CORVALLIS - The College of Veterinary Medicine at Oregon State University will fulfill a 25-year-old dream with $8 million in funding recently provided by the Oregon legislature, as it creates for the first time on the Corvallis campus a complete educational program in small animal medicine.
Since its inception in the late 1970s, the college has had to send its students to Washington State University for a significant part of their education, as part of an unusual collaborative arrangement that helped reduce initial expenses when the program was first begun decades ago.
Now, the college is anticipating construction of a new 30,000-square-foot hospital, laboratory and instructional facility, a major expansion of faculty and staff and a range of new services for students and the people of Oregon. The new program is expected to be operational within two years.
"This expansion of our educational program will be a huge benefit to the animal-owning public," said Dr. Howard Gelberg, dean of the college. "Oregon's veterinary practitioners will now have board certified specialists in all animal species to assist with their most difficult cases, our students will be able to get their complete education in Oregon, and they more likely will stay in Oregon to develop their careers and meet the demand we have here for veterinary care."
Also, about $2 million in combined student tuition and state funds will now be cycled through the Oregon economy each year, instead of being spent in Washington, Gelberg said.
"The arrangement we had with WSU worked, but it was never the best approach," Gelberg said. "It provided a way to get Oregon's veterinary college up and running 20 years ago, but it has never been in the long-term best interests of the students, the state or the public we serve. Now we can control our costs better, respond to budget adjustments, gain more faculty expertise and improve the many services we provide to Oregonians."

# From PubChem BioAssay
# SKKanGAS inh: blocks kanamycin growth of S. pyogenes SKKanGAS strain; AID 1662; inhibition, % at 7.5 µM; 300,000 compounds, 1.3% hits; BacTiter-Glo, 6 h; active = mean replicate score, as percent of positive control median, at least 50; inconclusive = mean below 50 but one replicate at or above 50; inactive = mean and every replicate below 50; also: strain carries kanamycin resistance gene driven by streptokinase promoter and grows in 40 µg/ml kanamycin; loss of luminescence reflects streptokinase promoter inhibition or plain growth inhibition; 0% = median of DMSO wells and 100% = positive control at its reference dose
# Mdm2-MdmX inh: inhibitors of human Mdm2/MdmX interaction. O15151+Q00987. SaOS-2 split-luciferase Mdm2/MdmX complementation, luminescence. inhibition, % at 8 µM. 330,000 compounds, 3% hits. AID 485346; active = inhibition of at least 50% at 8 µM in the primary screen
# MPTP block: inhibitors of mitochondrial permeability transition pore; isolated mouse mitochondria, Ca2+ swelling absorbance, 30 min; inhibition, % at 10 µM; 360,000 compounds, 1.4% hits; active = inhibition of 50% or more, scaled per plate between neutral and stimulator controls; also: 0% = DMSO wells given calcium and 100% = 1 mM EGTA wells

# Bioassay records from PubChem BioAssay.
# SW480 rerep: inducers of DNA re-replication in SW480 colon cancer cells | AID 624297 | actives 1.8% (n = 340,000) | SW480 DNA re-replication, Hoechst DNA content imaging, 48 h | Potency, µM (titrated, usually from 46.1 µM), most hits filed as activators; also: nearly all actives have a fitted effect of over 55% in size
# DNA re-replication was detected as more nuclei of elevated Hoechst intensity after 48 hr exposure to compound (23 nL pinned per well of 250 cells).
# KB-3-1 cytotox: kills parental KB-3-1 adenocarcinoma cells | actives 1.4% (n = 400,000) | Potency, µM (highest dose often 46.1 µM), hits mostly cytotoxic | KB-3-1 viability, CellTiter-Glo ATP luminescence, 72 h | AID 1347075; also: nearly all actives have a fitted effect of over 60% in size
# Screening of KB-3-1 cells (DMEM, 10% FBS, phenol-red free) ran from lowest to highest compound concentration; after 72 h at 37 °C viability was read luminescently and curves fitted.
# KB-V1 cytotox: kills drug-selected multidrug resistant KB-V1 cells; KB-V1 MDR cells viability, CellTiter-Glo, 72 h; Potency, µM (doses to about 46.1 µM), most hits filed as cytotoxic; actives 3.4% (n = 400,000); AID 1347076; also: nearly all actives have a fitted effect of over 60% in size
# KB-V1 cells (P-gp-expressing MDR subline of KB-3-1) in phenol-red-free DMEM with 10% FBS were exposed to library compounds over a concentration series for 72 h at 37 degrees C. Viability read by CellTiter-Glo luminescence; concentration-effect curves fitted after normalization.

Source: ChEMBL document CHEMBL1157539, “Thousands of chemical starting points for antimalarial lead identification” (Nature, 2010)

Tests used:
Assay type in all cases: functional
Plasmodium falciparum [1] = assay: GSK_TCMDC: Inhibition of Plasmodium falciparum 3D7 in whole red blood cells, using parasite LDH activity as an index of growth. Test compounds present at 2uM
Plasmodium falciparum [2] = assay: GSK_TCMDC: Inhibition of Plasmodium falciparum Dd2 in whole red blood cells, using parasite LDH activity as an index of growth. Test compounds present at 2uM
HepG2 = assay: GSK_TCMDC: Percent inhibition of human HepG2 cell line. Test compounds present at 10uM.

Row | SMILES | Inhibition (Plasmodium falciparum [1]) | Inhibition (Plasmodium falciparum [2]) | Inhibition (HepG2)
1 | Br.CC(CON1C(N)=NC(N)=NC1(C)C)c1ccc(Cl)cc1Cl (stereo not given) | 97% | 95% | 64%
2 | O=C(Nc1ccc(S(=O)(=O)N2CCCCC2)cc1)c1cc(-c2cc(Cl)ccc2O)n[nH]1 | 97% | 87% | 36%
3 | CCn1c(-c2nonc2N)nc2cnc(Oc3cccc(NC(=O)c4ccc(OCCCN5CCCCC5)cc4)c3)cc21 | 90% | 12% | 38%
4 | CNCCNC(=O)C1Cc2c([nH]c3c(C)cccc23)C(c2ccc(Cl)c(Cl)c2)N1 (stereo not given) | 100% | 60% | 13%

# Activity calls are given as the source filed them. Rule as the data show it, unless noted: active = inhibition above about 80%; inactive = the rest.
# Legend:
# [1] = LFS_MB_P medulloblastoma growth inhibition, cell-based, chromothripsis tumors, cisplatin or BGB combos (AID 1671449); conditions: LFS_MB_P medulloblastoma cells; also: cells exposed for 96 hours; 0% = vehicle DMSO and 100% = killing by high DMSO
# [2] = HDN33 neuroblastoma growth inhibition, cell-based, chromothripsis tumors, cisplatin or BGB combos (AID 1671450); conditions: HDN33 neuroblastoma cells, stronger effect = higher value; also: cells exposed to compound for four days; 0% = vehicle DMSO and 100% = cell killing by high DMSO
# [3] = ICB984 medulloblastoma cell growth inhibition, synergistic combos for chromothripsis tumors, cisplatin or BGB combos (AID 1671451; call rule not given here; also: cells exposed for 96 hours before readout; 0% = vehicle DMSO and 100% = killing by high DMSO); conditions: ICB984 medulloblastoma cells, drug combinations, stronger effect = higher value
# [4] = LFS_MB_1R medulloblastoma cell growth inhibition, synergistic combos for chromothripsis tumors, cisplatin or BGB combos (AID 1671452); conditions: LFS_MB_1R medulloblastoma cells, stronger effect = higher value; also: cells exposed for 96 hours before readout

One of the new services to be provided, he said, includes a Field Disease Investigation Unit that will provide an effective "rapid response" capability to investigate disease outbreaks.
Gelberg said the cost of educating each student should also be reduced and the average class size can be increased 33 percent to better meet the growing demand for veterinarians. The college also plans to strengthen its presence in the Portland metropolitan area through partnerships with the private and public sectors, increasing services there while improving student educational opportunities.
The new funding, officials say, is comprised of $4 million from the legislature plus $4 million in state-paid bonds, which will be used to construct the new facility needed for the program. Preliminary plans call for it to be built on the OSU campus adjacent to Magruder Hall, which currently is the main facility housing the College of Veterinary Medicine.
The new programs, when complete, will almost double the current number of veterinary faculty from 33 to 60, Gelberg said. They will include specialists in basic sciences and a wide range of fields relevant to small animal medical and surgical treatment, which is the fastest growing segment of veterinary care. Research grants from the federal government will also increase as the faculty expertise broadens.
OSU operates the only program of veterinary medical education in Oregon, and is one of only 27 such colleges in the nation. According to Gelberg, it is extremely difficult for students to gain admission to a veterinary college unless their state operates one, due to the highly competitive nature of the admissions process.
At this point, OSU is the only college in the nation that operates a college of veterinary medicine but does not provide comprehensive, in-state small animal medical training. Planning is under way for the new small animal hospital and educational facility, with groundbreaking anticipated for early next year, Gelberg said.
The proposal for the new program at OSU was a collaboration of the College of Veterinary Medicine and the Oregon Veterinary Medical Association, with support of the Oregon legislature and a wide variety of groups around the state, including the Oregon Farm Bureau, Oregon Humane Society, Portland Veterinary Medical Association, and others.